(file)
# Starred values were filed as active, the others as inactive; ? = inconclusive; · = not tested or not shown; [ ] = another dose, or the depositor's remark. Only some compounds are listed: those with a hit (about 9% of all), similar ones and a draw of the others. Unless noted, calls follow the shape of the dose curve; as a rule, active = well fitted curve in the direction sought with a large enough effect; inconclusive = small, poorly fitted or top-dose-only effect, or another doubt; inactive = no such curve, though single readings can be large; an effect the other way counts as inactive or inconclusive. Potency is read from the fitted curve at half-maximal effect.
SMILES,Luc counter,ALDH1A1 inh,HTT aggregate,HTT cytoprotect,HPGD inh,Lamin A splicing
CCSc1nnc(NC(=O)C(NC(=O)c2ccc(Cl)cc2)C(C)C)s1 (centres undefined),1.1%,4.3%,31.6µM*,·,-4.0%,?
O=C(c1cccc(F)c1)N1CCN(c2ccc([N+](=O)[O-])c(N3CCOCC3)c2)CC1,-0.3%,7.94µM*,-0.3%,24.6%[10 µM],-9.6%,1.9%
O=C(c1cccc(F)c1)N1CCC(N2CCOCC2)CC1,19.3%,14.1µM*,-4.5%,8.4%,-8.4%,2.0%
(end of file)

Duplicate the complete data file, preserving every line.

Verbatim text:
# Starred values were filed as active, the others as inactive; ? = inconclusive; · = not tested or not shown; [ ] = another dose, or the depositor's remark. Only some compounds are listed: those with a hit (about 9% of all), similar ones and a draw of the others. Unless noted, calls follow the shape of the dose curve; as a rule, active = well fitted curve in the direction sought with a large enough effect; inconclusive = small, poorly fitted or top-dose-only effect, or another doubt; inactive = no such curve, though single readings can be large; an effect the other way counts as inactive or inconclusive. Potency is read from the fitted curve at half-maximal effect.
SMILES,Luc counter,ALDH1A1 inh,HTT aggregate,HTT cytoprotect,HPGD inh,Lamin A splicing
CCSc1nnc(NC(=O)C(NC(=O)c2ccc(Cl)cc2)C(C)C)s1 (centres undefined),1.1%,4.3%,31.6µM*,·,-4.0%,?
O=C(c1cccc(F)c1)N1CCN(c2ccc([N+](=O)[O-])c(N3CCOCC3)c2)CC1,-0.3%,7.94µM*,-0.3%,24.6%[10 µM],-9.6%,1.9%
O=C(c1cccc(F)c1)N1CCC(N2CCOCC2)CC1,19.3%,14.1µM*,-4.5%,8.4%,-8.4%,2.0%